Petrobank presented at the CAPP 19th Annual Oil and Gas Investment Symposium June 19 and June 20, 2007 with an update on the Whitsands THAI™ pilot and I recommend listening/viewing that presentation at . They present an in-depth report on the progress in commercializing THAI™. I've been monitoring the work at Whitesands for 2+ years and the pilot facility performance seems to be exceeding all expectations. The produced bitumin is exhibiting a 4 to 5+ degree API improvement over virgin bitumin. Sand production has been a problem and they are currently installing surface sand removal equipment to address this situation. I understand the next three pilot wells will incorporate CAPRI™ with the goal of producing a pipeline shipable product with no diluent. Petrobank recently awarded a grant to the University of Bath for additional downhole process optimization research on CAPRI™, the catalytic cracking enhancement to THAI™. The UofBath abstract can be viewed at . I understand Petrobank plans to submit an application to the EUB for the first 10,000BPD commercial production module before the end of this year with construction to be completed 12 months after permit approval. The permit approval should proceed since the facility uses essentially no NG after pre-ignition steaming, produces a quality industrial water, requires a minimum surface footprint and releases half the amount of CO2 compared to SAGD. I believe we will be hearing a lot more about THAI/CAPRI™ in the months and years ahead.
CAPP presentation url at
and UofBath abstract at
Seems a little like alchemy to me. I thought you had to add hydrogen to get the tar to the syncrude level-that the whole problem with bitumen is a lot more carbon than crude oils, so the gunk won't flow, like a chunk of unmelted roofing tar. Bob Ebersole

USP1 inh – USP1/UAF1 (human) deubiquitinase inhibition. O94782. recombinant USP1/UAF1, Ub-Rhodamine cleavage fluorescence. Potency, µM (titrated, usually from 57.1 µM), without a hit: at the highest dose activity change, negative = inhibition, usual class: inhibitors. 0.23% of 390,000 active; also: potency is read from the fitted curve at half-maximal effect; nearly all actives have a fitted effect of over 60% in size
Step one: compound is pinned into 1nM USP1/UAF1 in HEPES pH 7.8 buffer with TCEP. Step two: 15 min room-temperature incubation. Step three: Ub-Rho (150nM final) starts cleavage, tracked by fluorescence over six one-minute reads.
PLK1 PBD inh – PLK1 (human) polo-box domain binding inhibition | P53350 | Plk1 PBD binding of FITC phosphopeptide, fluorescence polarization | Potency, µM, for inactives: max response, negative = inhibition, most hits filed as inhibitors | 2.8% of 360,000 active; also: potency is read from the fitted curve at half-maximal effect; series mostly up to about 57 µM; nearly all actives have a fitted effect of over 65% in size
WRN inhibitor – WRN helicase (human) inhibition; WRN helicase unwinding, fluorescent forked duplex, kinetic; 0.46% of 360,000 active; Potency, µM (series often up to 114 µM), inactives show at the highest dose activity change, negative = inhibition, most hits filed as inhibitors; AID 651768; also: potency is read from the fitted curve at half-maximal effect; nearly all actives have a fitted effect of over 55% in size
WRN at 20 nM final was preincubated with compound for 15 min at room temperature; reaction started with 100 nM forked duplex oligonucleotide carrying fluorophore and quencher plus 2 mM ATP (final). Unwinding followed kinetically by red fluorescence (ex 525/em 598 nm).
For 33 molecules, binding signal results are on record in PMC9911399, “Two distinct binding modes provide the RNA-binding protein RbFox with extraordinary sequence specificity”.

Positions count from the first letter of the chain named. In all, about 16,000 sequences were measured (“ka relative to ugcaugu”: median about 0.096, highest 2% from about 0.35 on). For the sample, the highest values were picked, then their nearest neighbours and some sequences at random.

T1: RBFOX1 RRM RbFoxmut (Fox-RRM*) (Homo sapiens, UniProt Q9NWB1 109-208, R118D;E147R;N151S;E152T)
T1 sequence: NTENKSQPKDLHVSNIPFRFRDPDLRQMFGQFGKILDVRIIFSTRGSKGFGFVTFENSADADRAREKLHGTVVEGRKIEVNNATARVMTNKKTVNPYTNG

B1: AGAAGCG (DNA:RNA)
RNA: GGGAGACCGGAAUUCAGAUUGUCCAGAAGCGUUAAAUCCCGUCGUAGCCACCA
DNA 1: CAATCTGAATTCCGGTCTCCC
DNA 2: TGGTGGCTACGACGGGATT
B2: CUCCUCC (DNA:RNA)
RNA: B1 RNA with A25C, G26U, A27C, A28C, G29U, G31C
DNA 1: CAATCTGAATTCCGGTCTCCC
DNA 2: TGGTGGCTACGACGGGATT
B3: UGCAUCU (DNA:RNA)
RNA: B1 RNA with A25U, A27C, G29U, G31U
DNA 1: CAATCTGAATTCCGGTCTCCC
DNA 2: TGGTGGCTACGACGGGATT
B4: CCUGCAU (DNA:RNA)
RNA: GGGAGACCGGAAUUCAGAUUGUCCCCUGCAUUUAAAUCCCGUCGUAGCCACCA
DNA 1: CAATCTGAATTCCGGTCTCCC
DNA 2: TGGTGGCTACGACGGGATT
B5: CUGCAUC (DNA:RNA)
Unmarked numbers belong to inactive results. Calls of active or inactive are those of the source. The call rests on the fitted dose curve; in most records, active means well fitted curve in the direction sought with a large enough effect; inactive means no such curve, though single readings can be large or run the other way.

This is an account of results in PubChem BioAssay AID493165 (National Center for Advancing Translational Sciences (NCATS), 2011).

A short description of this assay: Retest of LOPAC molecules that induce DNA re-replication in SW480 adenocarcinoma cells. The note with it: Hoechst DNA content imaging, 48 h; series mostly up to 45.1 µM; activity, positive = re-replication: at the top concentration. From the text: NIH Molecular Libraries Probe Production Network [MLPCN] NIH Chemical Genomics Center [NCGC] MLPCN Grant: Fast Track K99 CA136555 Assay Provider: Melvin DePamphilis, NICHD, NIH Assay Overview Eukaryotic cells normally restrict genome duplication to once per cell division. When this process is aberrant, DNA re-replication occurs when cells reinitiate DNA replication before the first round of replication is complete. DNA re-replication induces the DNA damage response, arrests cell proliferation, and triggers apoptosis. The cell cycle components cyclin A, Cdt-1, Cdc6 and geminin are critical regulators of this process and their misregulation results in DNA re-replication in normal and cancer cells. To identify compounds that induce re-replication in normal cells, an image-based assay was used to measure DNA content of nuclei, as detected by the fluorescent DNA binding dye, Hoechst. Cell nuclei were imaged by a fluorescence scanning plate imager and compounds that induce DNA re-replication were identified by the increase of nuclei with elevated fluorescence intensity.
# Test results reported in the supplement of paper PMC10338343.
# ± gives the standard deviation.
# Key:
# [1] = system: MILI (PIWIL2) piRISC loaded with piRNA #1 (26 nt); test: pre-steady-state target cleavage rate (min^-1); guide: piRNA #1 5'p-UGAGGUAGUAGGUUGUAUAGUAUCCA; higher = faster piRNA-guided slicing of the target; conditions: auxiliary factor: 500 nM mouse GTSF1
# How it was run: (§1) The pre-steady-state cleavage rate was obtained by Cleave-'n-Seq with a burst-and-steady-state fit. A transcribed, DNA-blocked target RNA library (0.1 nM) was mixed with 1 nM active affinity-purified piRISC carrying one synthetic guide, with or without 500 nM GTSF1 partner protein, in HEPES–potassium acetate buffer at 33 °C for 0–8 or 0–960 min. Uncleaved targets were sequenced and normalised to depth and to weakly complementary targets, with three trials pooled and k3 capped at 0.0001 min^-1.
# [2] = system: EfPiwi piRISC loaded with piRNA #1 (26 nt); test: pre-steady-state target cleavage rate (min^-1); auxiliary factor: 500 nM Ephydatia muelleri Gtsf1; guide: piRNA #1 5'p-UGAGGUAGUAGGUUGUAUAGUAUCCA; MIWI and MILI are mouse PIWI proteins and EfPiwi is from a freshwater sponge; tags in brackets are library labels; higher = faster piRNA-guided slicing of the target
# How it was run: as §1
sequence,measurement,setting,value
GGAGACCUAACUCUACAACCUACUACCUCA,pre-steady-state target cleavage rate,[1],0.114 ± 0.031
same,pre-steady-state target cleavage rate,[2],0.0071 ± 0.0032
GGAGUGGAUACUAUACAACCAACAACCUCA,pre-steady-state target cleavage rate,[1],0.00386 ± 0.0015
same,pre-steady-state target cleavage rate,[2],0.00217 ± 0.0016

You are right that you need to change the chemistry of the butumen to make it flow. The option to adding hydrogen to the bitumen is to remove carbon from the bitumen. This is what happens in the Cokers at Syncrude and Suncor and what is happening in the Reservoir in the THAI process.
Hydrogen will be added to further refine the bitumen at a Refinery down the pipeline.
In the three pilot THAI™ wells currently in operation, the temperature and pressure are so high as to cause extensive thermal cracking...you have, in effect, a down hole coker, in the mobile oil zone, which not only heats the oil, reducing the viscosity to water, but thermally cracks the asphaltenes which are not oxidized in the combustion zone. So, effectively, you are oxidizing part of the asphaltenes to provide the heat for the process and thermally cracking the remaining asphaltenes. Analysis of the exhaust gases confirms the presence of free hydrogen, a byproduct of the thermal cracking. By adding catalyst down hole, you can accomplish catalytic cracking. This ppt presentation at the Alberta Research Council on 10/12/05 presents the science and some of the original laboratory work.
The field full scale pilot tests are complete with three producing THAI™ wells on line (first well in operation for over a year). Work has begun on the three THAI/CAPRI™ wells. In essence, this process enables production of a syncrude with the upgrading taking place in the reservoir with no use of NG and water and half the greenhouse gas emissions. Capex is half of SAGD currently being permitted/constructed in the province and opex is also greatly reduced, not to mention bypassing the need for an upgrader. This technology is now onstream and in continuous operation at Christina Lake. This is a very exciting development for Alberta Province and Canada from both an energy independence and Kyoto compliance perspective.
Thanks Dave. Technology rocks!
Here's a recent article on the guys who are bringing this technology into production...
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